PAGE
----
VFD Surge Protection and Power Filtering

Transient Protection Design surge protection products are ideal for protection of Variable Frequency Drives (VFDs) manufactured by companies such as ABB, Allen Bradley, General Electric, Hitachi, Mitsubishi, Toshiba, Yaskawa, and Westinghouse. Surge protection for VFDs will improve power quality by surge protecting and power filtering the incoming power to the VFD. TPD surge protection for VFD equipment is essential to protect these valuable assets, avoid costly downtime, maintain process efficiency, prevent data loss, extend equipment lifespan, comply with safety standards, and reduce environmental impact. It's a proactive measure that contributes to the overall reliability, efficiency, and financial stability of industrial operations.


How To Surge Protect Variable Frequency Drives

Surge Protect 480 Volt No Neutral VFDs: TPX-480NN-F-100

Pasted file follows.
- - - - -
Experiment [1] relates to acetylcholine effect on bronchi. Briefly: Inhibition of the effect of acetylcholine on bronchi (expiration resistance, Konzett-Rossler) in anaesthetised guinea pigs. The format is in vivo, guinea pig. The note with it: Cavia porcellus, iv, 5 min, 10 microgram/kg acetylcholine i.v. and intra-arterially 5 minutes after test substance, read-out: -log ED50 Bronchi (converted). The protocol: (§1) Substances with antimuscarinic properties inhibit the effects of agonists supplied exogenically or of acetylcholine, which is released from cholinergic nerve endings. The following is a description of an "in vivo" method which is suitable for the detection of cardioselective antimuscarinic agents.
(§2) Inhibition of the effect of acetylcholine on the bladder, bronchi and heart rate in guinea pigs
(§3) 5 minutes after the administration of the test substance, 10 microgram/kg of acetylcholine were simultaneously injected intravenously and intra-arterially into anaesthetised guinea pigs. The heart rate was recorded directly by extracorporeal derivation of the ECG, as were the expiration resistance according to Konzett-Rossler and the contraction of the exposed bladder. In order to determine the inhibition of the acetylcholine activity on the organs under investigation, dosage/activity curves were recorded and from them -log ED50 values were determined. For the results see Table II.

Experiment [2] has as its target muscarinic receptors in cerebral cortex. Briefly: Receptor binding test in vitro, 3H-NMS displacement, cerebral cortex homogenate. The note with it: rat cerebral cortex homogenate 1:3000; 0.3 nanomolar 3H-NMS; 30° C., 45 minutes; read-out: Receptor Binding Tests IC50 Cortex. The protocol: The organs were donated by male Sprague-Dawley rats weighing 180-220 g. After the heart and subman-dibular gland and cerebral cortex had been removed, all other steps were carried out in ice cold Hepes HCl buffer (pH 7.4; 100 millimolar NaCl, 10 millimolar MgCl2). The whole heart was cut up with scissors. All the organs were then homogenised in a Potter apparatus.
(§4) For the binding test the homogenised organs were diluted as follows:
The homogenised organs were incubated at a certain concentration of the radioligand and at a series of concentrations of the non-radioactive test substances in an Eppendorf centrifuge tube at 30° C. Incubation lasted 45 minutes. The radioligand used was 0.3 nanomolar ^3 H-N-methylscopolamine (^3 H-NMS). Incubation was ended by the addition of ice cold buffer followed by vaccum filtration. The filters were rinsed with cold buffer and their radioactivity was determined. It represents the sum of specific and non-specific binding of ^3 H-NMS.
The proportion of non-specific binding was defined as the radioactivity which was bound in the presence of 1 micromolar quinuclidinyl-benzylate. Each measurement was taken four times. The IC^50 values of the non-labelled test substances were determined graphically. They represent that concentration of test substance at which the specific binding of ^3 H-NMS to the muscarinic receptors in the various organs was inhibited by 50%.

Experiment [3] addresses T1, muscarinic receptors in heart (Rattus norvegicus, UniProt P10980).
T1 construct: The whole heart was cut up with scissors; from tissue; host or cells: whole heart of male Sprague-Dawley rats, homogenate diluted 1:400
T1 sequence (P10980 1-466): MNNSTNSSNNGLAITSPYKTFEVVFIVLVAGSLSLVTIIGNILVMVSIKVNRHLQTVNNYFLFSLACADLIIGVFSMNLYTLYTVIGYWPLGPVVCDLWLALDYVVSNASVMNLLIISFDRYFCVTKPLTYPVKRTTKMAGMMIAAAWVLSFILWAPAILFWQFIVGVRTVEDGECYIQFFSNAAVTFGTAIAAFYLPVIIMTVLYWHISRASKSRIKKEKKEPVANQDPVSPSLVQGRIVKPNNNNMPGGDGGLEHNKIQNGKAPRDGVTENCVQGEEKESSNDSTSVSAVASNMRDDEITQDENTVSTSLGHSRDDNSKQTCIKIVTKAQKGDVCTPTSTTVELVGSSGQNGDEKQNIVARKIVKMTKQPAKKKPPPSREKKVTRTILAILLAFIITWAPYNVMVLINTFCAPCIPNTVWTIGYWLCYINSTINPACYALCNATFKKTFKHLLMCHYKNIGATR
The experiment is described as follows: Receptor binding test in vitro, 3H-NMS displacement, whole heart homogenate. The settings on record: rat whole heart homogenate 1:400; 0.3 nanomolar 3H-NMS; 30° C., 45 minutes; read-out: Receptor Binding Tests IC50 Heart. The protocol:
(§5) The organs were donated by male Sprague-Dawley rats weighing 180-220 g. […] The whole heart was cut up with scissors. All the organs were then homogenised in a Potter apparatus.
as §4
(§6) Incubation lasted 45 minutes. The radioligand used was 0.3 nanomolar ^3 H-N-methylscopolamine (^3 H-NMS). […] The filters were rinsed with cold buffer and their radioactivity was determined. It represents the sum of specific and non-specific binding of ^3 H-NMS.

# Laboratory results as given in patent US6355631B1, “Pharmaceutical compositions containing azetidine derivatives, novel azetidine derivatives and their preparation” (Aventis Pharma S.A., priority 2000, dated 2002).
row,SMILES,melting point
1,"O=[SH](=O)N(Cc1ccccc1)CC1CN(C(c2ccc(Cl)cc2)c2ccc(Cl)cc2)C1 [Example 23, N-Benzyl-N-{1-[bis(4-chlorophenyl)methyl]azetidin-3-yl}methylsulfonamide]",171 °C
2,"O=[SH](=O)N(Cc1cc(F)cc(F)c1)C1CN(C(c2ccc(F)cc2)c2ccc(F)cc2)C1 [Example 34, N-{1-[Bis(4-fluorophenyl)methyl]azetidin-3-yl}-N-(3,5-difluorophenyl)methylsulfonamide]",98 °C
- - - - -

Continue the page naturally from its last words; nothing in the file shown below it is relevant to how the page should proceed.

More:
Surge Protect 240 Volt No Neutral VFDs: TPX-240NN-F-100
Install the TPX-480NN-F surge protector unit at each drive. Or protect multiple drives by installing a VFD surge protector at drive cabinet or motor control center. For additional surge protection, install a small series wired surge protector unit on the circuit feeding the low voltage controls when possible.

Surge Protect All 120 Volt Control Circuits: TPD-LT120-15A

Surge Protect All 24 Volt Control Circuits: TPD-DM24-15A


Why Surge Protect VFDs?

By positioning surge protectors at various points, you can protect all VFD equipment from incoming surges and transients from the utility line, as well as from cross circuit transients caused by the VFDs themselves. These transients, generated when VFDs switch on and off, can damage and degrade other equipment over time. Additionally, surge protectors help mitigate transients from the drives that might impact electronic loads in different areas of the facility. When dealing with harmonics, surge protection is crucial to protect VFD equipment.

TPD manufactures a range of suppressors, allowing for a tailored approach to equipment protection. The three-phase suppressor, for example, can be installed at the drive cabinet, individual drive, soft start, Motor Control Center (MCC), or distribution panel that powers the equipment. This placement ensures protection for all downstream equipment from both external surges and internal transients generated within the facility.